Years from now, movie lovers will ask each other, "Where were you when you saw 'Gravity?'" just like people ask each other about the JFK assassination, if the JFK assassination were, you know, a good thing.
That's not necessarily saying "Gravity" is a classic film. Not necessarily saying that it's a great film (although I personally think it's the latter). But it is a landmark film. What is it we so often demand of movies - show us something we've never seen before. "Gravity" does more than show us. It takes us there, plugs us in to the surroundings, and tears down the barriers between audience and movie, between seat and screen. Few movies I can think of create such an intensely physical experience, transferring the experience of characters to our very bones.
This is what the monoliths in "2001: A Space Odyssey" pointed to.
Linear as an arrow, the script from director Alfonso Cuarón and his son Jonas tells a story of sheer survival that allows us to wonder, "Could I do this?" Two astronauts (George Clooney and Sandra Bullock) are in space conducting a space walk for space repairs on their space shuttle when space debris strikes (doesn't everything seem cooler with the word space?). They're robbed of all contact with Earth. Their options don't extend far beyond floating around, which they do, a lot. Alfonso and Jonas cleanly construct the ensuing 75 minutes as one thing needing to happen for the next thing to happen, otherwise no more things will happen.
There are no cuts to mission control. No flashbacks to Bullock's life back on our planet that spends the movie so cruelly in view. What little dose of spiritualism Cuarón offers could just as easily be written off as a dream. But purged of all distractions, "Gravity" finds the infinite. Lets not undersell what Cuarón accomplished here - by shooting his actors floating almost entirely outside their crafts (how often do you see that in outer space movies?), by allowing his camera to roam free through the 3D axis, by shooting his trademarked long takes with views that wobble between full background shots of Earth and the vast nothingness of stars within the same moment, and by using nonstop special effects to create a thoroughly meditative experience instead of a barrage of itself, he has done nothing less than change the very language of film.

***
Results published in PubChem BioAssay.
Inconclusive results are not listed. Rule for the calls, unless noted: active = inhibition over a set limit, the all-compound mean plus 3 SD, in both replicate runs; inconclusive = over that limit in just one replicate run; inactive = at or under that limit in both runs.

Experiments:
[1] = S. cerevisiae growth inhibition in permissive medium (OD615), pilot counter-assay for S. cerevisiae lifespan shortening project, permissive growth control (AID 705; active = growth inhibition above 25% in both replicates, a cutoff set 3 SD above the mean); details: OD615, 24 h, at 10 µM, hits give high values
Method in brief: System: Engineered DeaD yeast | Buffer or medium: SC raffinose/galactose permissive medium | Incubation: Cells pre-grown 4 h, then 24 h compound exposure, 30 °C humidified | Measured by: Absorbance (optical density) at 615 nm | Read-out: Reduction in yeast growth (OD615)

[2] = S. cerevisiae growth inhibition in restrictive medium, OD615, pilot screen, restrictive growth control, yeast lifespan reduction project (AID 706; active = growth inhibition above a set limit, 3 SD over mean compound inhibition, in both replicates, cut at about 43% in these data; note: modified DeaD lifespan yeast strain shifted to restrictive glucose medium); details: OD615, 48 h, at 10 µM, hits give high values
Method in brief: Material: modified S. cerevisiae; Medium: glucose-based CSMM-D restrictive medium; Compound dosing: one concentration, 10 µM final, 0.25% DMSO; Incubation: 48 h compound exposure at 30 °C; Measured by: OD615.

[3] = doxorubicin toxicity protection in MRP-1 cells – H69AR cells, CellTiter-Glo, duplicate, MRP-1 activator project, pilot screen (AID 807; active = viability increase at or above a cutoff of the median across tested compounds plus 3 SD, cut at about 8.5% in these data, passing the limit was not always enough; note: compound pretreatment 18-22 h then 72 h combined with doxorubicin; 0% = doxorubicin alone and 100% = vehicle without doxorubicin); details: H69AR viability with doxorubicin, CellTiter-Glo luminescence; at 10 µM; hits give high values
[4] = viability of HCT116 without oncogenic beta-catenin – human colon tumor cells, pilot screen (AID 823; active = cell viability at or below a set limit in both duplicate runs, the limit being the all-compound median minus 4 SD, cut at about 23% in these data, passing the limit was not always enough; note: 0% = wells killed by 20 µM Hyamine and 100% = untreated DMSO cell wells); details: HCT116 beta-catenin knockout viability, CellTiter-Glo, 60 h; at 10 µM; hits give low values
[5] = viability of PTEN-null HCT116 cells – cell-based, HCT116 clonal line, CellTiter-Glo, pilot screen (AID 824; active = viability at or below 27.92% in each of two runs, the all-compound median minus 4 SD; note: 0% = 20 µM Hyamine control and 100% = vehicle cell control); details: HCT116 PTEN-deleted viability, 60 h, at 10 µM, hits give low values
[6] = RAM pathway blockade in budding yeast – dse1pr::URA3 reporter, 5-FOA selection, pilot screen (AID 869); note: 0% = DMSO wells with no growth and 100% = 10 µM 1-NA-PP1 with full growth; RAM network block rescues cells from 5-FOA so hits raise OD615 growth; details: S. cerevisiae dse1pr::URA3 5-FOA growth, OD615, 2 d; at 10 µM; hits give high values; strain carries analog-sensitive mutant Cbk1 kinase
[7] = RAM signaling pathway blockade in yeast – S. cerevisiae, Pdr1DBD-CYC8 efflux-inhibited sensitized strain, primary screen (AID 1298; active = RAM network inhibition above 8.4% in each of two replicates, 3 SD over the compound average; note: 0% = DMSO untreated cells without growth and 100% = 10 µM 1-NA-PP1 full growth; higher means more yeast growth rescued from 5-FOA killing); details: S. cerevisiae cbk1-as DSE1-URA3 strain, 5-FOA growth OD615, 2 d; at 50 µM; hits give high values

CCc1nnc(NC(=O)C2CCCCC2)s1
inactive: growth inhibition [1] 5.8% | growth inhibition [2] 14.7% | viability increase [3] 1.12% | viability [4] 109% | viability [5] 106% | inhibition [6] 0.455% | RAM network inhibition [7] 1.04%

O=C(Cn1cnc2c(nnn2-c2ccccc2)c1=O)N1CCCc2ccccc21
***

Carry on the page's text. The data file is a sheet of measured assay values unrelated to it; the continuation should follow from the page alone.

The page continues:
Taken alone, that is impressive enough. But what makes "Gravity" monumental, borderline miraculous even, is Cuarón and his team do it so seamlessly. Think about your favorite special effects landmarks. The Death Star Trench Run in "Star Wars." The first T-Rex attack in "Jurassic Park." Maybe the White House explosion in "Independence Day," I dunno. Those moments are accompanied with the requisite awe. "Movie magic," as us industry insiders call it. But they also beg the immediate question, "How'd they do that?" It's part of the fun, wondering how a filmmaker pulled something off.
"Gravity" wants none of that nonsense. Once we're there, we're there, and we are absorbed. Cuarón's effects don't call attention to themselves. Instead they dazzlingly blend to create a world that feels legitimate and encompassing. It existed before Clooney and Bullock showed up, and it'll exist after they leave. As far as we're concerned, they shot this movie in space. Don't ruin the fantasy. Don't even try.
This is where 3D becomes absolutely necessary. Trust me on this one - dig up whatever spare change you can find and splurge on the glasses. You owe yourself the spectacle. Seeing "Gravity" in 3D is the true immersive experience this tool has been waiting for, what James Cameron promised it could be. Set free from the confines of a flat plane, Cuarón's camera pivots, flips, darts, and is sometimes content to simply float and let the vastness wash over us.
It's terrifying. It's sweat-inducing. But it's also humbling and strangely inspiring, a deeply resonant experience that a week later, I'm still struggling to describe cogently. "Gravity" steadfastly never bends to emotional manipulation. When space stations are shattered by passing debris, it's with an eerie and poetic lack of sound simply because there's no sound in space. When Bullock and Clooney find themselves separated early on, it's with the cold tacitness that they might remain lost and float until they die because it's space and there's no gravity and that's just how it is.
Earth looms large throughout the movie's running time, sometimes filling the entire background. It plays like a joke that all these two people need to do is set foot back on what is so clearly in front of them. Really, outer space begins only 80 or so miles above our heads. A short road trip to visit your grandparents or see some band you like but don't even love. But once "Gravity" slips that bond, the rules change and a feeling of total, awesome insignificance seeps in.
All begging the question of, "Why?" Why make this movie? Is it simply a special effects exercise? If so, well, bravo. It goes beyond that, though. Our actions on Earth can't help but feel important. It's all we know. But the universe is so vast and old and mystifying, and our time as a member of it is so brief. Against this barren, endless, merciless, gorgeous void, we border on nonexistence. The infinite stretches on, and we don't.
Within that framework, Cuarón chooses survival for his narrative thrust, and accompanied by an emotionally grounded, powerhouse performance from Bullock, he plunges us to a visceral situation in that very void where we have to shed the essence of who we thought we were for something stronger. We remain insignificant. Yet amongst the stars, what we do matters, if only because it matters to us. I don't know what you'll get from "Gravity." Maybe only thrills. It's a personal experience. But that's what it meant to me.
As a special effects spectacle seen on the biggest possible screen, "Gravity" is a stunner. As a cinematic experience, it brushes on transcendence.